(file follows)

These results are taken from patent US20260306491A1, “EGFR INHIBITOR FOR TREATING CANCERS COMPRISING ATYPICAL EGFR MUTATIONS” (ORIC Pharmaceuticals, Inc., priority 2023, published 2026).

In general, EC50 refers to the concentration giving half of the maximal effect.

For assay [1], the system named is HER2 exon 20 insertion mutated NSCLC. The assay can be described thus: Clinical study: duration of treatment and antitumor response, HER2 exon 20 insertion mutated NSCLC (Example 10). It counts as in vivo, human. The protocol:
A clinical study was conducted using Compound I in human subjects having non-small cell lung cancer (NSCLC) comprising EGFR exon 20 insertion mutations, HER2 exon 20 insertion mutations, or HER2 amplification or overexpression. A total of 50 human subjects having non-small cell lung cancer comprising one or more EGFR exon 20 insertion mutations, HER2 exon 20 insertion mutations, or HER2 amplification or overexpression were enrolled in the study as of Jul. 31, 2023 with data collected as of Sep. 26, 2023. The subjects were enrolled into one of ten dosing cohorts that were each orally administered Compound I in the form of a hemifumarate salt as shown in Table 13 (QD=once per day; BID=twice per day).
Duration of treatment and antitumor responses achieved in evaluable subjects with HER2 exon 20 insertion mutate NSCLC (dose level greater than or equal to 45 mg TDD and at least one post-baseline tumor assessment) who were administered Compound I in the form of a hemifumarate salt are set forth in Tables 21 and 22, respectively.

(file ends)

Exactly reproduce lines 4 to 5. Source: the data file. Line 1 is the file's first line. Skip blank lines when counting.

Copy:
A clinical study was conducted using Compound I in human subjects having non-small cell lung cancer (NSCLC) comprising EGFR exon 20 insertion mutations, HER2 exon 20 insertion mutations, or HER2 amplification or overexpression. A total of 50 human subjects having non-small cell lung cancer comprising one or more EGFR exon 20 insertion mutations, HER2 exon 20 insertion mutations, or HER2 amplification or overexpression were enrolled in the study as of Jul. 31, 2023 with data collected as of Sep. 26, 2023. The subjects were enrolled into one of ten dosing cohorts that were each orally administered Compound I in the form of a hemifumarate salt as shown in Table 13 (QD=once per day; BID=twice per day).
Duration of treatment and antitumor responses achieved in evaluable subjects with HER2 exon 20 insertion mutate NSCLC (dose level greater than or equal to 45 mg TDD and at least one post-baseline tumor assessment) who were administered Compound I in the form of a hemifumarate salt are set forth in Tables 21 and 22, respectively.